Home' Trinidad and Tobago Guardian : August 11th 2013 Contents Kashma grew up in the south and attended
Naparima Girls'. She was always athletic, very
involved in gymnastics and track & field, and
although as body conscious as any other nor-
mal young girl, she'd always thought a strong
female physique was much more attractive
than a skinny one.
She was a confident young lady, sur-
rounded by a loving family, and one of the
'popular kids'. She even had the fairy tale ro-
mance... she met her future husband while
they were both in high school and they
stayed together until they were eventually
married when she was 24.
Two years later, her perfect world crashed.
Her fairytale ended in divorce from the man
she had known for practically half her life, and
as inexperienced as she was in the world of
dating, her next relationship turned out to be
an abusive one.
Then she suffered through the traumatic
horror of being attacked at gunpoint, robbed
and almost raped.
It was then that her initial foray into body-
building took on a whole new meaning.
She left all of her anguish on the floor of
the gym, focusing instead on pushing the lim-
its of every single muscle in her body. At first
healthy and not broken... but then it became
about much more: the sense of empower-
ment it gave her, the striking and beautiful
image staring back at her in the mirror, the re-
newed purpose and fulfillment it brought to
Her mother, loving & supportive as she al-
ways was, worried about her changing
physique, telling Kashma that she was per-
fectly beautiful just the way she was and she
didn't understand why she wanted to "spoil
herself" like that. With time, Kashma was
able to help her mom understand the positive
effect bodybuilding was having on her life,
but she continued to face it from the public.
Snide comments from women, said just loud
enough for her to hear, and sexist, at times
vulgar, remarks from men used to hurt so
much that it made her cry. She found herself
sometimes deliberately choosing baggy
clothing, and hanging out mostly with other
bodybuilders, just to avoid attention.
She has also faced severe professional
challenges. The field of female bodybuilding
in T&T used to have a lot more local competi-
tion, but the numbers have substantially di-
minished because of the lack of proper
support. Even the prize incentives for female
competitors are hugely disproportionate to
Kashma has competed successfully in her
category, but says that she continued to be
sidelined many times in favor of TTBBF-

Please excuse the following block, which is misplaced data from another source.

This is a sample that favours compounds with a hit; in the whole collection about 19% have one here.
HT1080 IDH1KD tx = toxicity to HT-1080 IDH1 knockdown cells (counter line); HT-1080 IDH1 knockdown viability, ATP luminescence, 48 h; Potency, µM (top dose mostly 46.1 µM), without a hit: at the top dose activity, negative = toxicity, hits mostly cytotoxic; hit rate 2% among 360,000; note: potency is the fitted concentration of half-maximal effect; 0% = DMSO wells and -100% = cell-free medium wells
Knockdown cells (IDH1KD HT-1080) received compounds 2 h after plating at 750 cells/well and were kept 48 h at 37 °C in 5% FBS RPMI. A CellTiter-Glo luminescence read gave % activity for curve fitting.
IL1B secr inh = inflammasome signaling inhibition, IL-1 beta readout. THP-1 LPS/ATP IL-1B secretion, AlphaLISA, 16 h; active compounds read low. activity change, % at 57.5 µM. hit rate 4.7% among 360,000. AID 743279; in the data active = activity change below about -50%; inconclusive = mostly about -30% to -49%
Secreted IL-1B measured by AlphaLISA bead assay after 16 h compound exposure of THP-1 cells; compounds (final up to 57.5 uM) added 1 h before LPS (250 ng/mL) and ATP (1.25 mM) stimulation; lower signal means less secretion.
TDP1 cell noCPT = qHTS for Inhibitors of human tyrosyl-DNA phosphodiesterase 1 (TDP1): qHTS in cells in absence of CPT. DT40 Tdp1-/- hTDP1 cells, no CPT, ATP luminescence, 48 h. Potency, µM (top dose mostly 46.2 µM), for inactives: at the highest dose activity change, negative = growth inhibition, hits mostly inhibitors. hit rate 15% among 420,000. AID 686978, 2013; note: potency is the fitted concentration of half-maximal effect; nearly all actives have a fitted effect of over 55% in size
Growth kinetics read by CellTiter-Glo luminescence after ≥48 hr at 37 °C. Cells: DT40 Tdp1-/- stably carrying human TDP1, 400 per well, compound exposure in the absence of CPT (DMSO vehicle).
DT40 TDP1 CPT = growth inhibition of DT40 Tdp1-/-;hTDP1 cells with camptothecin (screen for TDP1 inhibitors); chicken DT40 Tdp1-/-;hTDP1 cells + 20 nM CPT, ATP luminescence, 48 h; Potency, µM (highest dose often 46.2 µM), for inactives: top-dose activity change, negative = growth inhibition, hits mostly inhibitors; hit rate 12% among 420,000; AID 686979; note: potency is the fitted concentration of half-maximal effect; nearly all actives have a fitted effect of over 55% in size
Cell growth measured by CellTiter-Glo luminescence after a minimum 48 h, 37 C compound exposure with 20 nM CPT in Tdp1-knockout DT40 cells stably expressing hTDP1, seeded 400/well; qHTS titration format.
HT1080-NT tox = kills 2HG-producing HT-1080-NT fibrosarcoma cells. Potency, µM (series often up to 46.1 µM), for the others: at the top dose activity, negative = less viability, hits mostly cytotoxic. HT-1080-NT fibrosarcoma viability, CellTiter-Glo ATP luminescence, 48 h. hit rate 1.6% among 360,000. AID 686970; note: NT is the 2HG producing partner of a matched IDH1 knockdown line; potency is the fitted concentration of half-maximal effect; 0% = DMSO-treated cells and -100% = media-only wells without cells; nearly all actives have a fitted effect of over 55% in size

trained athletes. TTBBF (Trinidad & Tobago
Body Building Federation) is the governing
body for the sport, but also trains athletes
who in turn go up against non-TTBBF-trained
athletes in qualifying for competition, and the
qualifying process is judged by the TTBBF.
In 2011, she was again asked by the TTBBF
to sit out of other competitions and just com-
pete in Arnold Classic USA 2012. One month
before the competition, she was told that she
needed to find sponsorship, not just herself
but for the entire team, to go to the competi-
tion. Only because she'd already built up a
large professional network was Kashma able
to pull it off, getting a number of US-based
sponsors to come on board.
Then came another blow: TTBBF told her
that she had to find sponsorship for all of the
required officials to accompany the team
also. This time though, the organisers of the
competition and her sponsors stepped in,
querying the TTBBF's actions and sending a
written letter of complaint calling the actions
unfair and unnecessary. TTBBF's response
was to pull the entire team from the show.
Fed up and frustrated, Kashma resigned
from the local body and moved to the US
where she was immediately snapped up by
the US Virgin Islands and once again regis-
tered to compete in the show, but it was still
not to be. The TTBBF wrote a letter of com-
plaint to say that she was still their athlete
(claiming that they had not accepted her res-
ignation because it was submitted when she
was in an emotional state) and labeling her a
difficult, problematic athlete (allegations
which they later were forced to retract). Be-
cause the legalities of the issue could not be
ironed out in time, she was pulled from the
show literally moments before she was about
to step out on stage.
It took legal action for her to get officially
released from the TTBBF but she was finally
successful in June 2012. Only then was she
able to compete for the USVI at the Arnold
Classic USA 2013, where she triumphed in
her category, in full view of the delegation
from the TTBBF sitting in the front row.
Although she justifiably savours the victory,
Kashma is not about retribution, and certainly
is not allowing the past to get in the way of
She walks with her head held high, in sexy
clothing, proud of herself, her body and her
achievements. She is happily newly-wed to
fellow bodybuilder Zaahid Hosein, and lives in
Tampa where she still competes for the
USVI. She has a huge international fan base
and sponsors from Europe, Central America
& the US.
Hers is a story of triumphant success in the
face of challenge, and is a sad loss to the
sport of female bodybuilding in this country.
She is currently in T&T until October, is
using the opportunity to host personal train-
ing sessions. For further info, find her on
Facebook or email at
email@example.com or call 323-6248.
August 11, 2013 www.guardian.co.tt Sunday Guardian
By Helen Shair-Singh
Success in any sport requires not just physical power but an equally powerful mind,
focused on rising above challenges. One female bodybuilder, Kashma Maharaj, knows
that she has EARNED her success.
Links Archive August 10th 2013 August 12th 2013 Navigation Previous Page Next Page